Friday, July 10, 2015

Playing indirectly

One of my research areas are neutron stars. To understand them requires to understand how the strong interactions behave when the matter is enormously densely packed. A new PhD student of mine has now started to work on this topic, and I would like to describe a little bit what we will be looking at.

I have already written in the past that this type of situation is very hard to deal with, because we cannot just do simulations. This is unfortunate, since simulations have been very successful in uncovering what happened in the early universe. In that case, the system is hot rather than dense. Though the reason for the problem is 'just' technical, chances are not too bright to resolve it in the near future.

Hence, I had already quite some time ago decided that a possibility is to play indirectly. The basic idea is that there are other methods, which would work. The price we have to pay is that we need to make approximations in these methods. But we would like to check these approximations, ideally against simulations. But we cannot, because there are no. So how to break the circle?

To escape this problem, we can again use a detour. We did this once, because we hoped that we will learn more about the qualitative features. That we can get some insight into this type of physics. Now, we have a much more quantitative approach. We use theories, which are very similar to the strong interactions (also called QCD), but are not QCD, but which can be simulated. And these we will use to break the circle.

Why is it possible to perform simulations for this type of theories? Well, the main reason is the difference between particles and anti-particles. In QCD, a quark and an anti-quark are fundamentally very different objects. Hence, a large density can mean two things. A large density could be having many more quarks than anti-quarks, but still have plenty of both. Or it could be just to have many of one type. For a neutron-star both situations are relevant. And thus, there may be actually many more particles present then we would think, just many of them anti-particles. This is at the heart of the problem, that there is so much more than just the superficial number of particles.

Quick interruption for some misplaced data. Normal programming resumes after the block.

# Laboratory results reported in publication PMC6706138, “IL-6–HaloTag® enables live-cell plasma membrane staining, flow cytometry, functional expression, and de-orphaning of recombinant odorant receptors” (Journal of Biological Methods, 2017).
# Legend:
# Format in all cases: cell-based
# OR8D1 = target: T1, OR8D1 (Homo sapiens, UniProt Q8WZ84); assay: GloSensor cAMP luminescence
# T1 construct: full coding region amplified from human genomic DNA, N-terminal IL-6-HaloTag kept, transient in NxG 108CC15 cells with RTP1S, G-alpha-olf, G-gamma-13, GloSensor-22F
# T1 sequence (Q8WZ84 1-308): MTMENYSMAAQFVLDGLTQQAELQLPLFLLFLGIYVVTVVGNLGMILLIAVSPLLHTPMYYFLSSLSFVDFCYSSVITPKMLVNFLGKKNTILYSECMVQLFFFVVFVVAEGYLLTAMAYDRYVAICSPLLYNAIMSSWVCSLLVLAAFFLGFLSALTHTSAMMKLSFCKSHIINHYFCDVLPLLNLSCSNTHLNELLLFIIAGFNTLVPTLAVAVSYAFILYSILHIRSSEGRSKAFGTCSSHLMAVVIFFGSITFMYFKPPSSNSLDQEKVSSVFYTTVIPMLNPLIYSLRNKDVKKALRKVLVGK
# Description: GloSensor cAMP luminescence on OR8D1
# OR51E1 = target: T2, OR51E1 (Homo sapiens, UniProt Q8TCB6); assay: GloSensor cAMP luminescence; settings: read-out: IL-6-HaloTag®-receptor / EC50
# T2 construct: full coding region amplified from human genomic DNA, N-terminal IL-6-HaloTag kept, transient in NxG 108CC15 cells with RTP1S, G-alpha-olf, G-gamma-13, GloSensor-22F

This problem is evaded by using a theory instead where there are no anti-quarks. To be more precise, a theory in which anti-quarks are the same as quarks. There exists a number of such theories. However, such a change is very drastic. It thus may happen that the so changed theory is so radically different from QCD that any comparison becomes meaningless. Thus, it is necessary to ensure that the theory is close enough to the original.

Two candidates for such theories have been identified so far. One is the so-called G2QCD, of which I talked about previously. Another one is very close to QCD, but instead of three color charges is has just two different ones. Both cases have their own merits. The first is closer to QCD. In this theory there are protons and neutrons. The latter does not have these, but it is very cheap to simulate. Both theories are hence quite different, but actually share both also many other traits with QCD.

It therefore stands to reason that whatever approximation describes both well will also work for QCD. Thus, we will now use the simulations of both theories to test the approximations made in the other methods. Especially, we will look at the properties of the quarks and gluons. We will then use the insights gained to improve the approximations. Until we describe both theories well enough. Then we will translate the approximations back to QCD. And if everything works out, we will have then an acceptable description of a piece of neutron star matter.